When and Why to Say ‘No’ to Your Clients

Last week, I was told ‘no’ for a skin treatment.

And I’m so pleased I was.

Here’s why –

Last Tuesday, I dropped in to meet the team at Le Grand MediSpa in Sydney’s Concord. I entered the space’s quaint, stylish reception area to meet with the team. As a first step, I was given a questionnaire to fill out – an essential protocol before any treatment. From there, my elected skin therapist directed me to one of several treatment rooms for further consultation.

Through the years, I’ve become accustomed to this consultation process, where details around my skin health, medications and lifestyle are shared. As aestheticians, you’ll know how vital this consultation process is. The degree to which a client’s skin history is examined, however, can vary from business-to-business. For the team at Le Grand, the more time allocated to this phase of the appointment, the better the outcome for the client.

“It is our duty of care that we are up-to-date with all clients’ (new and/or existing) current medical health,” says Le Grand’s Director*. “This extends to any vitamin and supplement intake, and any changes to current skincare regimes. Any medical and aesthetic treatments that may or may not have been had in our clinic [are also considered].”

The reception area at Le Grand MediSpa

As a secondary measure, my skin therapist used the Observ 520 system to get a closer look at both my surface skin and lower dermal layers. I was shocked by the results, realising a visibly discreet patch of postpartum melasma on my forehead was far larger and darker underneath. Redness was also wide-spread, and while typical for clients to experience in Winter, was an indication worth noting nonetheless.

While the clinic’s initial questionnaire was telling, it was during the casual conversation I had with my skin therapist post-Observ analysis that a potential roadblock arose. On discussing my discolouration, I remembered to tell her that I’d undergone cosmelan five months prior – a uniquely intensive depigmenting treatment. Rather than undertake another exfoliating skin treatment as planned, I was immediately advised my skin was likely still in recovery mode. 

“With modern day aesthetic treatments being performed in our clinic we need to be aware of anything that may be contraindicated to our services and that may prohibit us from performing a service on our clients,” Le Grand’s Director explains. Without this level of consultation, she agrees that conducting intensive treatment atop intensive treatment can contribute to the impairment of one’s skin barrier.

“When the skin’s barrier becomes damaged or impaired, it loses or becomes unable to hold onto the vital substances that keep skin cells intact: ceramides, cholesterol, and fatty acids like linoleic acid,” Le Grand’s Director tells me. “This leads to water loss and skin becoming more vulnerable to all external aggressors which can, in turn, exasperate the problem.”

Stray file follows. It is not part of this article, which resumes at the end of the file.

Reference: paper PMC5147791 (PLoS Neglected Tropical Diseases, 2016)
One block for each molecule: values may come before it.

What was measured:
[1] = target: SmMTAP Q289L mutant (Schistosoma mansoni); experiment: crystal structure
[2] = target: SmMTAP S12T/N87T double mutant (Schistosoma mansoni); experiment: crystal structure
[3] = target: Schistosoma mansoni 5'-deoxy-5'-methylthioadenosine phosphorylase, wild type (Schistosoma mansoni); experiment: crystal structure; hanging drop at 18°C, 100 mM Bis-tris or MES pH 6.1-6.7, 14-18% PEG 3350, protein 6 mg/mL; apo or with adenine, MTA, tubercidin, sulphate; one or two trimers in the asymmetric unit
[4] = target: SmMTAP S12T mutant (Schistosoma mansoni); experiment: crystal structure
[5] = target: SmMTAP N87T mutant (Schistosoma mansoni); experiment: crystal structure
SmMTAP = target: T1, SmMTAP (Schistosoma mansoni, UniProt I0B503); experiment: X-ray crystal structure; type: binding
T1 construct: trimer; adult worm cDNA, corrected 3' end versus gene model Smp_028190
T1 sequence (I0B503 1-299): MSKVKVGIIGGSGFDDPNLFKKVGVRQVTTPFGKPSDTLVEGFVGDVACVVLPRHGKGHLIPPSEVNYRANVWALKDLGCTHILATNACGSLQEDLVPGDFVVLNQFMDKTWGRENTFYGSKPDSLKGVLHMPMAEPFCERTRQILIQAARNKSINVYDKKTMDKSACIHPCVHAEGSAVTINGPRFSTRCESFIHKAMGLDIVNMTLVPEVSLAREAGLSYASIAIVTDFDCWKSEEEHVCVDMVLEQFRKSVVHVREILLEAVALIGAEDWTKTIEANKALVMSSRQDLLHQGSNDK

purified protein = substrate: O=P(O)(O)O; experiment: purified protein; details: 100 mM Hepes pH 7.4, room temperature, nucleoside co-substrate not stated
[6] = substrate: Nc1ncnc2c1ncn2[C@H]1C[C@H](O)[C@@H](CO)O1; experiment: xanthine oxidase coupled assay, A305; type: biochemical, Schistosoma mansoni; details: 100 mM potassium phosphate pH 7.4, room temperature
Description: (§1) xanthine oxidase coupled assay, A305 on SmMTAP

A common impression within the aesthetics industry is that a compromised skin barrier is largely at the fault of the client, however Le Grand’s Director discredits this. “There are several causes of a compromised or damaged skin barrier, including intrinsic factors and extrinsic factors such as external influences, genetic predispositions, and age. External influences can be using incorrect skincare but that is only one factor. The skin barrier can continue to weaken with age [which] can be attributed to a loss of moisture within the skin cells and reduced hydration in the body over time.”

Had the Le Grand team not checked for contraindications and proceeded with our planned exfoliation treatment, therefore not allowing for adequate recovery time post-cosmelan, “we would have in fact aided in causing an ‘impaired skin barrier’” through over-processing the skin, Le Grand’s Director says.

As an additional precautionary measure, my skin therapist sought a second opinion from the team’s trainer with iS Clinical – the medical-grade cosmeceutical line used in a number of Le Grand’s skin treatments. “Building a strong relationship is valuable… we were able to get a prompt reply,” Le Grand’s Director says. “Our iS Clinical trainer views Le Grand MediSpa as a key account dedicated to their brand.” It’s through this line of communication, Le Grand’s Director believes, allows the team to provide a “first class customer service every time.”

“At Le Grand MediSpa, we are dedicated to the continued education of our team members. By sending our staff to regular training sessions and giving up valuable in-clinic treatment time to accommodate our suppliers so that they may make regular visits to train our team members has been our secret to success.”

Ultimately, the team was able to accommodate me with a soothing and hydrating Energy C treatment by mesoestetic, designed to counteract UV damage and to brighten the skin – it was heavenly!

“Educated staff means better treatment outcomes for clients, therefore client satisfaction and retention. It’s because of this approach towards education, that we are able to establish strong relationships with our suppliers,” Le Grand’s Director says. “Both parties are witness to one another’s dedication to delivering the best in customer service and care.”

*Name withheld for privacy.

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